It Takes a Village

Pennsylvania owner tells why branching out is key to maximizing his investment.

The Village Tire and Auto Repair team includes (from left) Keith Heilveil, owner; Tami Heilveil, office manager; Kay Figart, service adviser; and Sean Greene, ASE master technician.

The Village Tire and Auto Repair team includes (from left) Keith Heilveil, owner; Tami Heilveil, office manager; Kay Figart, service adviser; and Sean Greene, ASE master technician.

If Keith Heilveil, AAM, were your financial adviser, he’d advise you to diversify. He has, and it’s paying off.
In fact, his car wash is one of the ways he diversifies his shop. And his snowplow business keeps dollars rolling in too, especially when that cold north wind blows and the snow falls.

Heilveil owns Village Tire and Auto Repair, an ASA-PA shop in Lansdale, Pa. A borough of more than 16,000 people, Lansdale is located 25 miles northwest of Philadelphia. Heilveil has been fixing cars there since 1989, and all of his ventures are located on a 2.5-acre site centrally located in town.
Those ventures include the tire and auto facility, a full-service shop that’s open weekdays from 8 a.m. to 5 p.m., a snowplow sales, service and repair division that’s been part of his business since it opened and an automatic car wash that Heilveil added in 2003. The snowplow and car wash divisions have maximized his location and investment, he says. “I strongly believe in that old saying, ‘Don’t put all your eggs in one basket’.”
Heilveil installed the automatic car wash that’s 100 percent touch free, easy to use, has no guide rails and never forces owners to leave their cars. It’s open 24/7, 365 days a year.

Keith Heilveil confirms wheel alignment.

Keith Heilveil confirms wheel alignment.

“Typically, automatic car washes are unmanned,” he says. “But since we are on the same site, we routinely engage our customers for quality control and customer satisfaction. With the price of today’s vehicles, many customers have moved to touch-free washing to eliminate any damage that tends to come from friction washes.”
Revenue from the car wash comes in year-round. And sure, Heilveil says, car washing may not be as big in the summer as it is the rest of the year. But cars get dirty in the summer, too. So on days when the weather permits, off to the car wash his customers go.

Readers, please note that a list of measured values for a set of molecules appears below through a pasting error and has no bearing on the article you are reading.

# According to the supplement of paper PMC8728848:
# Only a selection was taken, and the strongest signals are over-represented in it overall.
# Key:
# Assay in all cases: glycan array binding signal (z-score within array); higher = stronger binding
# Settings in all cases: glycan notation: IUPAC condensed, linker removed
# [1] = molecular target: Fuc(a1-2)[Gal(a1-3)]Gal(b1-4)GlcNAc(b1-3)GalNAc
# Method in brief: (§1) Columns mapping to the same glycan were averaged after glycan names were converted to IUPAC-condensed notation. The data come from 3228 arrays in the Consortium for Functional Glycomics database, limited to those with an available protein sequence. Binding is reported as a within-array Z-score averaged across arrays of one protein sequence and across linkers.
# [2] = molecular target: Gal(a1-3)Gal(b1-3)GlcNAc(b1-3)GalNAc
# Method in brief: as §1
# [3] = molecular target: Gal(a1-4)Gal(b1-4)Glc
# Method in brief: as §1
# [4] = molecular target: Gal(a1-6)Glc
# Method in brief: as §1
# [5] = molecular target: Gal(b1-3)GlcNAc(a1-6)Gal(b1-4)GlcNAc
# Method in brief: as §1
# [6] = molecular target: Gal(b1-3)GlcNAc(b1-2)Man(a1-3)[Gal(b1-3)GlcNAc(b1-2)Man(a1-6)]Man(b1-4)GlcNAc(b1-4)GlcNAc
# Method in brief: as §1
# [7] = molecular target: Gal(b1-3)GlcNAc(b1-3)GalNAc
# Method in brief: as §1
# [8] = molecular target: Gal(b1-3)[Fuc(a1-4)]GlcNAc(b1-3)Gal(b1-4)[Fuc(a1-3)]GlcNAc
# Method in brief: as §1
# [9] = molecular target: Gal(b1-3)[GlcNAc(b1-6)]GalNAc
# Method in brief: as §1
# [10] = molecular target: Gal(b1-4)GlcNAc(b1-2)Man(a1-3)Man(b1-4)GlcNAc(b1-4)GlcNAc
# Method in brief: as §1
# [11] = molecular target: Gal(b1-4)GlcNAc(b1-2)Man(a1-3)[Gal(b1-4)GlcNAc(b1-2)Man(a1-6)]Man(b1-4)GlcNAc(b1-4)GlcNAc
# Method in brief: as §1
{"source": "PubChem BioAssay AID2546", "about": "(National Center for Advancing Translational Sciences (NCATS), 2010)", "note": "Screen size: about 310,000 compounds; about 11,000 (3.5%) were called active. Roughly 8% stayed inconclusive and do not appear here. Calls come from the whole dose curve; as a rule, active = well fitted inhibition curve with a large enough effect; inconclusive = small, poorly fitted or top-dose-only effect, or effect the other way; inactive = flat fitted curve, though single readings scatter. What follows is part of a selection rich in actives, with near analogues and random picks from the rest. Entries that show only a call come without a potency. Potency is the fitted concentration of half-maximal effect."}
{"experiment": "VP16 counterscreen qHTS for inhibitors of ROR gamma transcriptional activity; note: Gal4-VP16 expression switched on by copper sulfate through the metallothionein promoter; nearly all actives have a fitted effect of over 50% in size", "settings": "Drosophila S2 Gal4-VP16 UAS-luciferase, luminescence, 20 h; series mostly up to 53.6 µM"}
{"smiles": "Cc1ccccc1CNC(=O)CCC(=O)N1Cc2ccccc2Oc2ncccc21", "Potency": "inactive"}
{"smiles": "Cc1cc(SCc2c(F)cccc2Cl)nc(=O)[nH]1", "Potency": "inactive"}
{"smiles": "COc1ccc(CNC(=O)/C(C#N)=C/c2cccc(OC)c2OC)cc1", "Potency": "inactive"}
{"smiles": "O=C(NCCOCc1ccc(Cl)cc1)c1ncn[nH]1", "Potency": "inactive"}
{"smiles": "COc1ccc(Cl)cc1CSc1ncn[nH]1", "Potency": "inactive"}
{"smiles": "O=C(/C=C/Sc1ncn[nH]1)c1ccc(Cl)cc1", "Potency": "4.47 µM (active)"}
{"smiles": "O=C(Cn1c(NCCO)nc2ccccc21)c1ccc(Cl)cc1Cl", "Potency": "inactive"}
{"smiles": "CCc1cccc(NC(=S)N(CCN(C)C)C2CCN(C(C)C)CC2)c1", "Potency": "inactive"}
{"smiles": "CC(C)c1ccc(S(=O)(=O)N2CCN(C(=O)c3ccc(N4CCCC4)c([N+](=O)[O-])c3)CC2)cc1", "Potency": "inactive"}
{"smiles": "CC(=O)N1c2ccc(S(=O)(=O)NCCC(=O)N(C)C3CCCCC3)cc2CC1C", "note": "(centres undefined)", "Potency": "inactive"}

But when everything else slows down a bit because of the weather, Village Tire and Auto Repair’s frequent winter-revenue mainstay is the snowplow division, which keeps going strong. Snowplows are a necessity if you live in a state like Pennsylvania, where the flakes start falling in November and the white stuff hangs around until the next April.
Customers might not be able to get their car in for service on some of those bad days, but they continually need help from a snowplow. Heilveil’s shop operates around the clock when snow is on the roads and customers count on it for emergency snowplow repairs and equipment.

Sean Greene performs diagnostic checks on a BMW.

Sean Greene performs diagnostic checks on a BMW.

Heilveil believes in taking care of his customers, which may be why his snowplow division is one of the area’s largest dealers, offering sales, service and installation. It’s an authorized dealer for Western, Meyer, Snow Ex, Swenson and Toro snowplows. And the division’s people are ever ready for those aforementioned emergencies.

Village Tire & Auto Repair also sells virtually every make of tire there is. And Heilveil’s technicians, all ASE certified, are skilled at taking care of any service, repair or maintenance work a vehicle might need. He says his shop’s motto is: Fix It Right the First Time On Time.

“We take great pride in our quality control and customer satisfaction,” he says. “And you know, this, in itself, is a marketing tool because we enjoy the benefits of referrals.”
An ASE master, Heilveil is also L1 certified and has earned the Automotive Management Institute’s coveted Accredited Automotive Manager (AAM) designation. Currently, he’s the chairperson of ASA-PA, an affiliate of the Automotive Service Association.

“There are many aspects to running a business today,” he says, “from training to marketing. The industry is constantly changing, and you have to change to stay competitive. But being an ASA member really makes keeping in touch with the industry so much easier.”


His plans for the future of the business? “To continue growing and keeping up with technology,” Heilveil says. “We enjoy being at the front of technology rather than waiting. It’s so much easier to ride the wave from the front. Staying tuned in to new technology is an integral part of our business, and everyone, including our service writer, is required to attend regular training.”

Shop Stats

Name of Shop: Village Tire and Auto Repair
Location: Lansdale, Pa.
Shop Square Footage: 5,000
Number of Employees: 5
Number of Repairs Weekly: 45-55
WHY KEITH HEILVEIL IS A MEMBER OF ASA: “I joined ASA in the early ’90s to get more technical training. But my membership has become much more than just training. I’ve come to realize that there is strength in numbers as we fight various legislative issues for the industry. I’ve also learned the value of networking. Many of my fellow ASA members are close to our location, and we now look upon each other as friendly business partners rather than simply competitors.”